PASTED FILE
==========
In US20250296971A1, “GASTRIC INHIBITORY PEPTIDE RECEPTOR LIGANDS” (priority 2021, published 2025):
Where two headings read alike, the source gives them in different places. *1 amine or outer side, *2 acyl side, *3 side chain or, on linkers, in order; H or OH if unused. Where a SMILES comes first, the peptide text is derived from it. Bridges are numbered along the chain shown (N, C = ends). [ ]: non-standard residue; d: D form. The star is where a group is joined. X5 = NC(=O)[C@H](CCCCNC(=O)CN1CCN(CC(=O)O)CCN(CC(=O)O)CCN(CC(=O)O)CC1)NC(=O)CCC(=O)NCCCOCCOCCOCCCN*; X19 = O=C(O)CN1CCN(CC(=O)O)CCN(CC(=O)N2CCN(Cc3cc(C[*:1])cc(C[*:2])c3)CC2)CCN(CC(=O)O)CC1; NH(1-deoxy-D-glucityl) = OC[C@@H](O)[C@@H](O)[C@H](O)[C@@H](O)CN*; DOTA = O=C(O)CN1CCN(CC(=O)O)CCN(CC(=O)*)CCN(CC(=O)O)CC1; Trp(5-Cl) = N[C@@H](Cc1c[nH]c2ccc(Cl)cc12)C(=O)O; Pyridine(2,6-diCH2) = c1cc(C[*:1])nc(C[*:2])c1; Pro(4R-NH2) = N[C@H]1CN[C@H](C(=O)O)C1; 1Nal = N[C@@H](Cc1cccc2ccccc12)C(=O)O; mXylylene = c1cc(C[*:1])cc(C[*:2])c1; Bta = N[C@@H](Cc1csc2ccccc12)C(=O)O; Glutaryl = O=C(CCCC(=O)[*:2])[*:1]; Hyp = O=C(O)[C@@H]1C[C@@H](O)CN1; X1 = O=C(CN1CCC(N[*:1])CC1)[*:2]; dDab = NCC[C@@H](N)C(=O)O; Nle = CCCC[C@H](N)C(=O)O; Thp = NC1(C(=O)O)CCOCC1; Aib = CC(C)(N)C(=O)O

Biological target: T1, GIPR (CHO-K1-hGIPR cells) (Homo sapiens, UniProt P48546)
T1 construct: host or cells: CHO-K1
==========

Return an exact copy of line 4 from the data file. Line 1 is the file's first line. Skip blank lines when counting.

T1 construct: host or cells: CHO-K1